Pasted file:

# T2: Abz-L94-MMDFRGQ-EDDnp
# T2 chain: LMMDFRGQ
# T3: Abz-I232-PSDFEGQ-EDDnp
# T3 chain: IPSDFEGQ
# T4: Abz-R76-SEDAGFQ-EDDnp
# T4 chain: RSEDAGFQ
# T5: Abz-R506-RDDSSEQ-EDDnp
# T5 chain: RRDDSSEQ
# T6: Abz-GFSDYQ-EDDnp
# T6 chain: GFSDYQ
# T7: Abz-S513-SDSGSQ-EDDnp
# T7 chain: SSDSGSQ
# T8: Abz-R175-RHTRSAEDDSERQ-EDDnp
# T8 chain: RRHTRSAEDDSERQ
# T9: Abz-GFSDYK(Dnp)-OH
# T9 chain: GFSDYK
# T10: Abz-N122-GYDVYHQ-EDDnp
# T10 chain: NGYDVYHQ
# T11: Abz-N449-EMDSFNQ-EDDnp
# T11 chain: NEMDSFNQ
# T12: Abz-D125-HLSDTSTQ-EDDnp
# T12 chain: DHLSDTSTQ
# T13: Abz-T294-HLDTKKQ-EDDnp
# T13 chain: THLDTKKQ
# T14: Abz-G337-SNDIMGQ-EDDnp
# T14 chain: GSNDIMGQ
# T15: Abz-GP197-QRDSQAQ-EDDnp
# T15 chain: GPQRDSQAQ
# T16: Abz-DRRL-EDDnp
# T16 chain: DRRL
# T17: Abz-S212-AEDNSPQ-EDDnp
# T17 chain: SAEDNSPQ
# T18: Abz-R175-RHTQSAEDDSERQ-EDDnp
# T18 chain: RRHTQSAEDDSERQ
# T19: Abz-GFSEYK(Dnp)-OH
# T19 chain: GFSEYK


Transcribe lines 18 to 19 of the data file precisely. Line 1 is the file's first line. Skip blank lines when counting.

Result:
# T10 chain: NGYDVYHQ
# T11: Abz-N449-EMDSFNQ-EDDnp